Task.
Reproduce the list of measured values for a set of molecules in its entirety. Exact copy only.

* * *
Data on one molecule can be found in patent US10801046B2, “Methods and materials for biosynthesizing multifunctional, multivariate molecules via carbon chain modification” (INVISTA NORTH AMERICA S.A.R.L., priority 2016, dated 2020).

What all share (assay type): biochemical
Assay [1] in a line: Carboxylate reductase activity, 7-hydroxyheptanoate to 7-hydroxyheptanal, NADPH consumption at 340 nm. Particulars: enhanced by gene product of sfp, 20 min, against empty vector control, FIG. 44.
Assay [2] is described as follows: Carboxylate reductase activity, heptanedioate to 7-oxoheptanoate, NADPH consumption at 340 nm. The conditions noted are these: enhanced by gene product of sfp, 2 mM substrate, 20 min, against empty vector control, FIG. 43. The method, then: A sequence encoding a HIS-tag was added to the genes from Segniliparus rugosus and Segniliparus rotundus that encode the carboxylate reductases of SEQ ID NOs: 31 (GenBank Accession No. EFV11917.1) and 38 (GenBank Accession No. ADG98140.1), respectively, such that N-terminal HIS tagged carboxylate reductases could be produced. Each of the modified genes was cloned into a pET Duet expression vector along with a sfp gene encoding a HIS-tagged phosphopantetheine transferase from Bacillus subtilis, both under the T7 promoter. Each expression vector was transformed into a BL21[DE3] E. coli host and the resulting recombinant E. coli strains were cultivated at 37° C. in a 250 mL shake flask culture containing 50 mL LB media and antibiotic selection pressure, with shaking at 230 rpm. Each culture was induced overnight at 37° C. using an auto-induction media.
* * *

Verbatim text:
Data on one molecule can be found in patent US10801046B2, “Methods and materials for biosynthesizing multifunctional, multivariate molecules via carbon chain modification” (INVISTA NORTH AMERICA S.A.R.L., priority 2016, dated 2020).

What all share (assay type): biochemical
Assay [1] in a line: Carboxylate reductase activity, 7-hydroxyheptanoate to 7-hydroxyheptanal, NADPH consumption at 340 nm. Particulars: enhanced by gene product of sfp, 20 min, against empty vector control, FIG. 44.
Assay [2] is described as follows: Carboxylate reductase activity, heptanedioate to 7-oxoheptanoate, NADPH consumption at 340 nm. The conditions noted are these: enhanced by gene product of sfp, 2 mM substrate, 20 min, against empty vector control, FIG. 43. The method, then: A sequence encoding a HIS-tag was added to the genes from Segniliparus rugosus and Segniliparus rotundus that encode the carboxylate reductases of SEQ ID NOs: 31 (GenBank Accession No. EFV11917.1) and 38 (GenBank Accession No. ADG98140.1), respectively, such that N-terminal HIS tagged carboxylate reductases could be produced. Each of the modified genes was cloned into a pET Duet expression vector along with a sfp gene encoding a HIS-tagged phosphopantetheine transferase from Bacillus subtilis, both under the T7 promoter. Each expression vector was transformed into a BL21[DE3] E. coli host and the resulting recombinant E. coli strains were cultivated at 37° C. in a 250 mL shake flask culture containing 50 mL LB media and antibiotic selection pressure, with shaking at 230 rpm. Each culture was induced overnight at 37° C. using an auto-induction media.